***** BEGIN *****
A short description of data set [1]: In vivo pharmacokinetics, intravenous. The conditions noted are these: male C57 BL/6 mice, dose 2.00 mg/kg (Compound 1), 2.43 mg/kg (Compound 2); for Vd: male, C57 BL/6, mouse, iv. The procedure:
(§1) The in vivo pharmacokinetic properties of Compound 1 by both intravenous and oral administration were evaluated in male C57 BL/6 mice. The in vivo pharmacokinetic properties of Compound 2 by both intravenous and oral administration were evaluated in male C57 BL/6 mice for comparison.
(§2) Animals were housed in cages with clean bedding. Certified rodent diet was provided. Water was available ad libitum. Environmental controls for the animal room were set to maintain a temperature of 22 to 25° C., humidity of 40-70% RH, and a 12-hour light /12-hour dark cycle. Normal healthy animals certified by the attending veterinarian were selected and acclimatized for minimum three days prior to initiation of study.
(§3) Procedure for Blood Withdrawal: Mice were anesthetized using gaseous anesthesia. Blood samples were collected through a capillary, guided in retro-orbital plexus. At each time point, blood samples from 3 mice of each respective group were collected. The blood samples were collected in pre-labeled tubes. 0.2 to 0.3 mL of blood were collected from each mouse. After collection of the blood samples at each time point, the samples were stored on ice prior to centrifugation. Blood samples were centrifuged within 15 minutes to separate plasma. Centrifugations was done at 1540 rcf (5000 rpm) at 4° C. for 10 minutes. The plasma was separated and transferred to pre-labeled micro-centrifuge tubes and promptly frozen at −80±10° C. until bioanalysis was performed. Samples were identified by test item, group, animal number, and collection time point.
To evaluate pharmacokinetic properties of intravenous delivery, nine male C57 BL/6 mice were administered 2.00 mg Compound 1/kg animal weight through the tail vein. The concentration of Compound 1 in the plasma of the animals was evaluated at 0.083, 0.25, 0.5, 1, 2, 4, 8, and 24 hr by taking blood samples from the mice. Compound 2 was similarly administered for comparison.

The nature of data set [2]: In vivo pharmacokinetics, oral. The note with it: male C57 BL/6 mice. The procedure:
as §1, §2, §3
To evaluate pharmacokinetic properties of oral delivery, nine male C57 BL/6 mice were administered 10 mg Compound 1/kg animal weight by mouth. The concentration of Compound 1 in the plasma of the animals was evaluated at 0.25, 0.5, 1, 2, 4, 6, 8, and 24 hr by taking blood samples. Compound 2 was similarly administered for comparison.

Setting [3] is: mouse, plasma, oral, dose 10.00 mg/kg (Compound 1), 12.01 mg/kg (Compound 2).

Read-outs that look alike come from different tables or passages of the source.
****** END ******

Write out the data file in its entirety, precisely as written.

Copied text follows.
A short description of data set [1]: In vivo pharmacokinetics, intravenous. The conditions noted are these: male C57 BL/6 mice, dose 2.00 mg/kg (Compound 1), 2.43 mg/kg (Compound 2); for Vd: male, C57 BL/6, mouse, iv. The procedure:
(§1) The in vivo pharmacokinetic properties of Compound 1 by both intravenous and oral administration were evaluated in male C57 BL/6 mice. The in vivo pharmacokinetic properties of Compound 2 by both intravenous and oral administration were evaluated in male C57 BL/6 mice for comparison.
(§2) Animals were housed in cages with clean bedding. Certified rodent diet was provided. Water was available ad libitum. Environmental controls for the animal room were set to maintain a temperature of 22 to 25° C., humidity of 40-70% RH, and a 12-hour light /12-hour dark cycle. Normal healthy animals certified by the attending veterinarian were selected and acclimatized for minimum three days prior to initiation of study.
(§3) Procedure for Blood Withdrawal: Mice were anesthetized using gaseous anesthesia. Blood samples were collected through a capillary, guided in retro-orbital plexus. At each time point, blood samples from 3 mice of each respective group were collected. The blood samples were collected in pre-labeled tubes. 0.2 to 0.3 mL of blood were collected from each mouse. After collection of the blood samples at each time point, the samples were stored on ice prior to centrifugation. Blood samples were centrifuged within 15 minutes to separate plasma. Centrifugations was done at 1540 rcf (5000 rpm) at 4° C. for 10 minutes. The plasma was separated and transferred to pre-labeled micro-centrifuge tubes and promptly frozen at −80±10° C. until bioanalysis was performed. Samples were identified by test item, group, animal number, and collection time point.
To evaluate pharmacokinetic properties of intravenous delivery, nine male C57 BL/6 mice were administered 2.00 mg Compound 1/kg animal weight through the tail vein. The concentration of Compound 1 in the plasma of the animals was evaluated at 0.083, 0.25, 0.5, 1, 2, 4, 8, and 24 hr by taking blood samples from the mice. Compound 2 was similarly administered for comparison.

The nature of data set [2]: In vivo pharmacokinetics, oral. The note with it: male C57 BL/6 mice. The procedure:
as §1, §2, §3
To evaluate pharmacokinetic properties of oral delivery, nine male C57 BL/6 mice were administered 10 mg Compound 1/kg animal weight by mouth. The concentration of Compound 1 in the plasma of the animals was evaluated at 0.25, 0.5, 1, 2, 4, 6, 8, and 24 hr by taking blood samples. Compound 2 was similarly administered for comparison.

Setting [3] is: mouse, plasma, oral, dose 10.00 mg/kg (Compound 1), 12.01 mg/kg (Compound 2).

Read-outs that look alike come from different tables or passages of the source.